The user's decimal input is converted into a binary format on the Rotary PCB and is sent to the Arduino Nano. The nano will then choose a random number between 0 and the selected number. This information will then be sent in a binary format to the 2nd 7 Segment PCB when the Push-To-Make (Roll) switch is pressed down.
I have attached the Arduino code for reference below in order to make the understanding of how this product works easier.
Step 2: Printed Circuit Boards
Bill Of Materials:
- 470 Ohm Resistors x28
- 10K Ohm Resistors x22
- CD 4511BE x4
- 7 Segment Display (Green, CC) x4
- Diode 1N4002 x44
- Rotary Switch (1P12T) x2
- Rocker Switch (On-Off) x2
- Push To Make x1
- Arduino Nano x1
- LED Green x2
Using Autodesk Eagle on my computer, I designed the schematic of each PCB as seen in the photo above. From the schematic design, I had the PCBs (2x 7 Segment PCB, 1x Rotary PCB) made in China and shipped over.
Gerber Files can be found here (Eagle files are attached below)
Before soldering, make sure to have good ventilation and safety glasses. You also need to make sure to orient and place all components in their correct positions before soldering them to the board. Be quick with the iron as holding it over a pin for too long can cause the IC to burn out. Make sure each contact point is securely fastened to the board with solder and that there aren't any dry joints.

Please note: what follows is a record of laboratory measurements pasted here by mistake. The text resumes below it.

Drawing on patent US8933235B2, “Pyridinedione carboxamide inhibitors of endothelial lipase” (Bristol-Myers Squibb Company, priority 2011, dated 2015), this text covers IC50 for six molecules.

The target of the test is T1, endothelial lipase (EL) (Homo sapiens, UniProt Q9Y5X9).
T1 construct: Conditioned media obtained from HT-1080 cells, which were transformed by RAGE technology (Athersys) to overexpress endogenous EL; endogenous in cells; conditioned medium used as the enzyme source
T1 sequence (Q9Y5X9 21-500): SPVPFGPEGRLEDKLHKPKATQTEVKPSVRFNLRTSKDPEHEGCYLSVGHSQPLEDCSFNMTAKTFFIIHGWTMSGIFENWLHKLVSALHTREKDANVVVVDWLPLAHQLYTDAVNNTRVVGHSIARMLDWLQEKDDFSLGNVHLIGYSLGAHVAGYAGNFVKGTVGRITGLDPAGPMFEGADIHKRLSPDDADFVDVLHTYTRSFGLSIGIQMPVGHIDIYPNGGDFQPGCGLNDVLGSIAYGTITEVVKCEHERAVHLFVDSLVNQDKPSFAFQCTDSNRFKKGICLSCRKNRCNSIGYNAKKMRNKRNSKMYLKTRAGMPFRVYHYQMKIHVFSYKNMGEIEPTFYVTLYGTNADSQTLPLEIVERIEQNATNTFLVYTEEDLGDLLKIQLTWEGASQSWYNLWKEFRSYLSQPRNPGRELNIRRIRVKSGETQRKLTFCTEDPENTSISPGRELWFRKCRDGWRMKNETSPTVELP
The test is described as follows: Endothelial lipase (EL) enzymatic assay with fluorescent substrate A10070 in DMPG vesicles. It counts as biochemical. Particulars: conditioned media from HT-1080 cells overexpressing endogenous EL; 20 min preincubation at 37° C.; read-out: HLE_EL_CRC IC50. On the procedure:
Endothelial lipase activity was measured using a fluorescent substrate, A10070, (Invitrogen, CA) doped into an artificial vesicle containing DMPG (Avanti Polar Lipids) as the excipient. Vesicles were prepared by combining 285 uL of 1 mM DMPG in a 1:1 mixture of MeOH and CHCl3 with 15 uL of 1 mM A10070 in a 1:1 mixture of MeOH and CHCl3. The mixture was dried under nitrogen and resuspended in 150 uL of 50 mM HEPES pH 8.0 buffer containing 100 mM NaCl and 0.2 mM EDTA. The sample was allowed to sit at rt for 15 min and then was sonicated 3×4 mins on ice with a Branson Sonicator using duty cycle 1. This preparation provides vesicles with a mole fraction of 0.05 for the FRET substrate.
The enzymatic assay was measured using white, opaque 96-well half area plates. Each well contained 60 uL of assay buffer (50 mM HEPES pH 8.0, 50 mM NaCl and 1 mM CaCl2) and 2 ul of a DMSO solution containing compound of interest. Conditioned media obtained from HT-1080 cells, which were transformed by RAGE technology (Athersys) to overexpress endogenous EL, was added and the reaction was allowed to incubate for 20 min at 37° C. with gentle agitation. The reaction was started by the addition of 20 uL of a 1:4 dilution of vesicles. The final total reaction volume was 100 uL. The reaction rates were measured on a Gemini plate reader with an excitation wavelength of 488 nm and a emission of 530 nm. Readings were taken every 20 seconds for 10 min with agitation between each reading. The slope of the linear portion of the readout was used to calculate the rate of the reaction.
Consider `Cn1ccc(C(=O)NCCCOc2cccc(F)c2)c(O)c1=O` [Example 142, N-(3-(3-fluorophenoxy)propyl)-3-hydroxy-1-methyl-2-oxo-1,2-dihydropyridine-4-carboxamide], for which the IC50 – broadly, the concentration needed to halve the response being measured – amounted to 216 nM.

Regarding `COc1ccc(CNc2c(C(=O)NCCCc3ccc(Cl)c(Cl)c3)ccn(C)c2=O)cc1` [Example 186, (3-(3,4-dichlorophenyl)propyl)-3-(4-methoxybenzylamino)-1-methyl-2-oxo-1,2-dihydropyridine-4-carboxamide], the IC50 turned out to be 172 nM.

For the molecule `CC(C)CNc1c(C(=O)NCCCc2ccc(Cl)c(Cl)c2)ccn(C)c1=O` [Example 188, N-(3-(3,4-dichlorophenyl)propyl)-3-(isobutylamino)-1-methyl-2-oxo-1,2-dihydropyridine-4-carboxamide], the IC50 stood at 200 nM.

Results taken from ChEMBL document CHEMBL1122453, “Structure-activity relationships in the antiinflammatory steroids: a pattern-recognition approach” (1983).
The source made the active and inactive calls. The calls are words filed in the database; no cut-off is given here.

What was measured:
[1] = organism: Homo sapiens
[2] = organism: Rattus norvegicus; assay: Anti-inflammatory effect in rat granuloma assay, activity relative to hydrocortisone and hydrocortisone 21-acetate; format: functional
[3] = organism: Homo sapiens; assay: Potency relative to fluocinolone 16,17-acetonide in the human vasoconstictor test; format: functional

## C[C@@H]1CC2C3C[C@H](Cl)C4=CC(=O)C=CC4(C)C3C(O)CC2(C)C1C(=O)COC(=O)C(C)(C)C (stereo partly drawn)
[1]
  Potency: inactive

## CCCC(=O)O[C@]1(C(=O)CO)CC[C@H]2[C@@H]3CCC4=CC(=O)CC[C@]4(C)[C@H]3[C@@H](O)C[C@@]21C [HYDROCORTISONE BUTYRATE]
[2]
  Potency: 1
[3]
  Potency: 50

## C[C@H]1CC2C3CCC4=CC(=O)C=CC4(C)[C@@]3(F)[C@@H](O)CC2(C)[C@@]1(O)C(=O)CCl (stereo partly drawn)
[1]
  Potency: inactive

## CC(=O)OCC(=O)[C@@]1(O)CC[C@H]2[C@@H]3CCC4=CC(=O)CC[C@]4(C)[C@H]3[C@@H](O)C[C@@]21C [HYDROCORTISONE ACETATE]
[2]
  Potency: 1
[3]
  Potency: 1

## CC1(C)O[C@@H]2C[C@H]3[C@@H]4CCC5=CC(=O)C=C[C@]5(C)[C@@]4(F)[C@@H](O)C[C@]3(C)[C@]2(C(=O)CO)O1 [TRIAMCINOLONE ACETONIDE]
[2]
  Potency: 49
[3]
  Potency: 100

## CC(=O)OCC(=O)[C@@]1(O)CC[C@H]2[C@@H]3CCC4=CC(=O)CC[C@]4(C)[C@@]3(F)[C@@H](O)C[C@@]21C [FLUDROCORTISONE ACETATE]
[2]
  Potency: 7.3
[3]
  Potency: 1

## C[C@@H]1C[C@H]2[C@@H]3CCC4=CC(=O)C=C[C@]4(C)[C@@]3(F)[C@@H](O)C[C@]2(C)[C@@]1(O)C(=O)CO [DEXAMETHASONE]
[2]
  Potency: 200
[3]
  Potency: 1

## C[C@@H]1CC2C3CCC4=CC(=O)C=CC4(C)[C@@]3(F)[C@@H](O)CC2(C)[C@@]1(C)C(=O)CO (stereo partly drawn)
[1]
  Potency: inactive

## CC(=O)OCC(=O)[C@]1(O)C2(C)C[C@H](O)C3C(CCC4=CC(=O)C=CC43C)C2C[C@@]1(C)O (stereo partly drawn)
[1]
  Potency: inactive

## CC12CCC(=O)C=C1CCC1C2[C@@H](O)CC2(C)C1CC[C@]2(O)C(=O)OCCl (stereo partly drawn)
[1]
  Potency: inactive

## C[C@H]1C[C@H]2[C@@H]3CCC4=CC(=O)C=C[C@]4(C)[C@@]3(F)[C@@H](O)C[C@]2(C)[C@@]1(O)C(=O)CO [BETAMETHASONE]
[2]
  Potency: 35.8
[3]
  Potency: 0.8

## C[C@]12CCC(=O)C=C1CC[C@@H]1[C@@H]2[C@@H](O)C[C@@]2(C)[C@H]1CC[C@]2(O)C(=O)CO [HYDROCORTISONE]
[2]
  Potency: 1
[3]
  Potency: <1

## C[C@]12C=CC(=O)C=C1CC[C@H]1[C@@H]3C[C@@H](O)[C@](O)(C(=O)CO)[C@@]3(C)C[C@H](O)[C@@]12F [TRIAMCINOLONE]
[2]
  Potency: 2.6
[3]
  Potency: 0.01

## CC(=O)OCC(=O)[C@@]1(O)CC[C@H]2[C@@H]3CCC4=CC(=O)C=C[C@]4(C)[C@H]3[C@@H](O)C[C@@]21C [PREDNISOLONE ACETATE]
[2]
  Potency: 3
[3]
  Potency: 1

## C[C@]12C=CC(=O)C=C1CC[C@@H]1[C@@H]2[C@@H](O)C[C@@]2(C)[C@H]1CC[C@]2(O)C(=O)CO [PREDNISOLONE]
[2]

Cutting Out Holes
First, I marked out the holes on each PCB and aligned them to make sure they were marked correctly. This was done using a try square, marker, and ruler. After marking the holes, I used a steel clamp to hold the PCB in place and drill 4x 2mm holes in each PCB board, followed by the required 3 mm holes in order to prevent the cracking of the TRFE material.
This step is important as it will allow you to properly secure the PCBs to the housing later on.
Step 3: Circuitry + Testing
- Check all PCB connections.
- Set up the entire circuit.
- Run the code through the circuit for testing.
- If it doesn’t work, fix the problem and repeat.
Quality Control: Using the continuity setting on the multimeter, I checked each track and component to detect and eliminate any shorts that could affect the function of the circuit. If a short was found, the following steps were taken in order to resolve the problem.